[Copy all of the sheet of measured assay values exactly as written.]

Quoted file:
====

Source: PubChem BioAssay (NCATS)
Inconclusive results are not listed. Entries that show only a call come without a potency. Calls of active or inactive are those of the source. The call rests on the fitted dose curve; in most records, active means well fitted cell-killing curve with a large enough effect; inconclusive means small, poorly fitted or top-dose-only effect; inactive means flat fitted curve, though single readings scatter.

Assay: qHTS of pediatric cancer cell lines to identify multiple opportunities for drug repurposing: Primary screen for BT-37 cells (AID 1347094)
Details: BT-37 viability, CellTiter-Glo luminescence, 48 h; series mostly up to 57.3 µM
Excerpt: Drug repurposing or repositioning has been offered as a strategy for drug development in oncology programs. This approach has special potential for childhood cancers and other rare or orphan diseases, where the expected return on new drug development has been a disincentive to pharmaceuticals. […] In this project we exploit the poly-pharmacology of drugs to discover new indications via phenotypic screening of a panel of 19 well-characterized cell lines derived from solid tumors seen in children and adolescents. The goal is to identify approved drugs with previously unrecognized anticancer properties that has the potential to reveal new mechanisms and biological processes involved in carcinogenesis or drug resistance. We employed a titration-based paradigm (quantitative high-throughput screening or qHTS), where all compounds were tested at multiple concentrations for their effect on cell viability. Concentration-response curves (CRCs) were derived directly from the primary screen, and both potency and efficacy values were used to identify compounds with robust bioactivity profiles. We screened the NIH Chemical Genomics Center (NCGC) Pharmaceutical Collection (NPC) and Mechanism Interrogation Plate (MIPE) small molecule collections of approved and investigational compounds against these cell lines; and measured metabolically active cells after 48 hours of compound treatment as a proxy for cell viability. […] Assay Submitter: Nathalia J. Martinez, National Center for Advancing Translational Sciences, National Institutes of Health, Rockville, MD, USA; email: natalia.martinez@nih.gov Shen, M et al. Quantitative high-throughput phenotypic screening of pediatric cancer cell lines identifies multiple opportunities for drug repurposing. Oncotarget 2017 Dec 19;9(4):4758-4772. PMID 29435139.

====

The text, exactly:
Source: PubChem BioAssay (NCATS)
Inconclusive results are not listed. Entries that show only a call come without a potency. Calls of active or inactive are those of the source. The call rests on the fitted dose curve; in most records, active means well fitted cell-killing curve with a large enough effect; inconclusive means small, poorly fitted or top-dose-only effect; inactive means flat fitted curve, though single readings scatter.

Assay: qHTS of pediatric cancer cell lines to identify multiple opportunities for drug repurposing: Primary screen for BT-37 cells (AID 1347094)
Details: BT-37 viability, CellTiter-Glo luminescence, 48 h; series mostly up to 57.3 µM
Excerpt: Drug repurposing or repositioning has been offered as a strategy for drug development in oncology programs. This approach has special potential for childhood cancers and other rare or orphan diseases, where the expected return on new drug development has been a disincentive to pharmaceuticals. […] In this project we exploit the poly-pharmacology of drugs to discover new indications via phenotypic screening of a panel of 19 well-characterized cell lines derived from solid tumors seen in children and adolescents. The goal is to identify approved drugs with previously unrecognized anticancer properties that has the potential to reveal new mechanisms and biological processes involved in carcinogenesis or drug resistance. We employed a titration-based paradigm (quantitative high-throughput screening or qHTS), where all compounds were tested at multiple concentrations for their effect on cell viability. Concentration-response curves (CRCs) were derived directly from the primary screen, and both potency and efficacy values were used to identify compounds with robust bioactivity profiles. We screened the NIH Chemical Genomics Center (NCGC) Pharmaceutical Collection (NPC) and Mechanism Interrogation Plate (MIPE) small molecule collections of approved and investigational compounds against these cell lines; and measured metabolically active cells after 48 hours of compound treatment as a proxy for cell viability. […] Assay Submitter: Nathalia J. Martinez, National Center for Advancing Translational Sciences, National Institutes of Health, Rockville, MD, USA; email: natalia.martinez@nih.gov Shen, M et al. Quantitative high-throughput phenotypic screening of pediatric cancer cell lines identifies multiple opportunities for drug repurposing. Oncotarget 2017 Dec 19;9(4):4758-4772. PMID 29435139.